starbucksStarbucks CEO to Focus on “All Things Digital” –
At the end of January, Howard Shultz, CEO of Starbucks, announced that he was reassigning all his operating division head reports to the company’s COO so he could be freed up to focus on “all things digital.” As part of this new focus, he will work directly with his Chief Digital Officer and Chief Strategy Officer on what he called “next generation retailing and payments initiatives.” This work will include the convergence and integration of Starbucks retail, e-commerce, digital, card and mobile assets around the world.

pizzaBig pizza chains are Investing in web- based systems – Domino’s Pizza, Papa John’s and Pizza Hut have all made significant new investments in web-based systems that let their customers order and pay for deliveries quickly without having to call their order in by phone. These chains say that they now derive “40% or more of their sales from digital orders.” This growth has come at the expense of smaller, independent pizza shops with large pizza chains accounting for 52% of pizza orders, up from 47% in 2009, while smaller pizza shops’ share fell to 29% from 32%.

bmw BMW brings its dealerships into the Digital Age – BMW just announced a new program that will fundamentally change the look and customer experience at their dealer showrooms. They plan to rip out showroom cubicles, install flat screen displays and hire “product geniuses” to explain the complex digital technology in its cars without the pressure to close the sale. Taking a page out of the Apple retail customer experience, BMW hopes to create a “more digital, hands-on” customer buying experience than today’s more traditional buying experience.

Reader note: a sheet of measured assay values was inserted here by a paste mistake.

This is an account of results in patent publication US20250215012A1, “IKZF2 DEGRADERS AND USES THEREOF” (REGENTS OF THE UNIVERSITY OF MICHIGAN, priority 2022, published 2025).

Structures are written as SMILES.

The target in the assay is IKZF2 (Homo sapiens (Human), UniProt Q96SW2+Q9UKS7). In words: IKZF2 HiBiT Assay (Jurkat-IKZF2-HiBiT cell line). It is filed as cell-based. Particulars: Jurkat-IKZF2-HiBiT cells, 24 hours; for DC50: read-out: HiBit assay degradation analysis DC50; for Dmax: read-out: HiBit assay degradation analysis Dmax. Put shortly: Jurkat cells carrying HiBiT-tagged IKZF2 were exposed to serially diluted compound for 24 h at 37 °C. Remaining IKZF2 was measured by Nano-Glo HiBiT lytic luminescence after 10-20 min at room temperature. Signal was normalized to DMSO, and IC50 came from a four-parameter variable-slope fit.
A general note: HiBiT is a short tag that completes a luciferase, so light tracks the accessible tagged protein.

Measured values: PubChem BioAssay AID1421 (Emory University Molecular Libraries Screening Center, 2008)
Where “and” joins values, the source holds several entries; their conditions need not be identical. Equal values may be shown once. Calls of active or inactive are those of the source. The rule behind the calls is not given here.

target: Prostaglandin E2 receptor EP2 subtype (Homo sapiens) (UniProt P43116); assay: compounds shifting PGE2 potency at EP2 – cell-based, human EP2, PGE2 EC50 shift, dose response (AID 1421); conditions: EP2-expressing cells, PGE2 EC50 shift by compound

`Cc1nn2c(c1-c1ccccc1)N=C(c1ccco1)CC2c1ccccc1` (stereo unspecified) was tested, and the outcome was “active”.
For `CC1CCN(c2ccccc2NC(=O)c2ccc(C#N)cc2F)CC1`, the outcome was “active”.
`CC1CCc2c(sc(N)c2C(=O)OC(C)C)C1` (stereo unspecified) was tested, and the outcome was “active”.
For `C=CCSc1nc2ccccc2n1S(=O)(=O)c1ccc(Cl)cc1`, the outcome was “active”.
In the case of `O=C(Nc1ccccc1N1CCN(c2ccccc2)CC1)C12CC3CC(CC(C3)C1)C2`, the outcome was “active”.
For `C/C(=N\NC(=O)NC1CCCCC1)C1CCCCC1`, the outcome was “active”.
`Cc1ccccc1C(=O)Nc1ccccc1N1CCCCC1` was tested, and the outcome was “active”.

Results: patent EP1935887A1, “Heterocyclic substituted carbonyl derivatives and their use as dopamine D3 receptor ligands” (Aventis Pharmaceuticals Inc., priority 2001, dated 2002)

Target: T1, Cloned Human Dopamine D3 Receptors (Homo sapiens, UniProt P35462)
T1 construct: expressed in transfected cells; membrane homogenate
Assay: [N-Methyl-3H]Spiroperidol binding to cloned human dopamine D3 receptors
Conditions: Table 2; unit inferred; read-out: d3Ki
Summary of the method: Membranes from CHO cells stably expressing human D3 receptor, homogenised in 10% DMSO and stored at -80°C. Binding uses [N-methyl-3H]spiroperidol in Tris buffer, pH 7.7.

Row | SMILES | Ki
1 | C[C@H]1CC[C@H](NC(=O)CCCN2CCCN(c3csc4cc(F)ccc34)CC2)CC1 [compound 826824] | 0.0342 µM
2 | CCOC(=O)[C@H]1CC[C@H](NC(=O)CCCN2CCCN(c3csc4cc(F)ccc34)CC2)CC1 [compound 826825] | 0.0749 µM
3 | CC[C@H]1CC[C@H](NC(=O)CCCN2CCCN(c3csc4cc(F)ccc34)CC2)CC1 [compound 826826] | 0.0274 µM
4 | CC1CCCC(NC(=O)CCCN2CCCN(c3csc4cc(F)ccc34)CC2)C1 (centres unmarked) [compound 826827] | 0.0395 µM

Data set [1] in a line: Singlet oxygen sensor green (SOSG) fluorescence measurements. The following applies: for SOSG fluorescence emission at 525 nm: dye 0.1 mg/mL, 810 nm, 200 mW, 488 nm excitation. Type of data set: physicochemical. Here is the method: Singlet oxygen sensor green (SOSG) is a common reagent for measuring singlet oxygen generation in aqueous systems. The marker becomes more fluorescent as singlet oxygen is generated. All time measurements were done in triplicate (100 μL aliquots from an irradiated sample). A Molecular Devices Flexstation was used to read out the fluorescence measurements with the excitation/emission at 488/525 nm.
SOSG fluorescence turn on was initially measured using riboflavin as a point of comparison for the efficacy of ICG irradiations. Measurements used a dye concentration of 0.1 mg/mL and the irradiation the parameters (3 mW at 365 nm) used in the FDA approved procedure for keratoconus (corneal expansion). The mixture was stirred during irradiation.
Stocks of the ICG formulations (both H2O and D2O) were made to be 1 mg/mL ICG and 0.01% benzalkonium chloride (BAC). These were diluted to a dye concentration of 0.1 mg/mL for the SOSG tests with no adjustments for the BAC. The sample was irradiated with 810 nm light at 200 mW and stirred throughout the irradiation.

As I have written in previous blogs, we are still in the early stages of this major transformative shift. But some early evidence suggests that the new digital business model will deliver much better returns when all stakeholder’s use a collaborative approach rather than a command and control siloed approach.

As always, I am interested in your comments, feedback and perspective on the ideas put forth in this blog. Please e-mail them to me at

1 reply
  1. Stuart
    Stuart says:

    Your observations are absolutely accurate, Peter. They point to a resurgent theme: beware of managing new technologies (and the people responsible for them) with old management techniques, and history is replete with examples that support your remarks.

    I am reminded of a similar evolutionary shift in the late 90’s, as “the Web” shifted from an avant-garde university development to an info-commerce platform. Software programmers became “web developers” just as IT architects have become Cloud Architects today, career titles exemplifying a change in the direction of an entire industry.

    Initially, those early projects were managed hierarchically (the norm) until it was learned that successful Web projects required a matrix-style, cross-functional and inter-departmental team composition. In the elastic enterprise (Enterprise 2.0), strategic planning and governance must shift again, this time extending beyond corporate boundaries to include the entire ecosystem of partners, providers, and subject-matter experts.

    One of the lessons we learned from that evolutionary transition that needs to be re-learned today: organizational dissonance such as that described in your essay requires a “coming together” of the people in order for the systems and data to “come together” in a coherent way. Collaboration is not solved by software – it must first become a binding cultural principle. Partnership isn’t a portal or a platform – it must first begin with a trusted relationship dedicated to a shared goal.

    As I’ve said so often to Geoffrey several times over the course of the past decade, the network is not the platform: WE are the platform. That’s when collaborative partnerships take root, bloom, and bear fruit.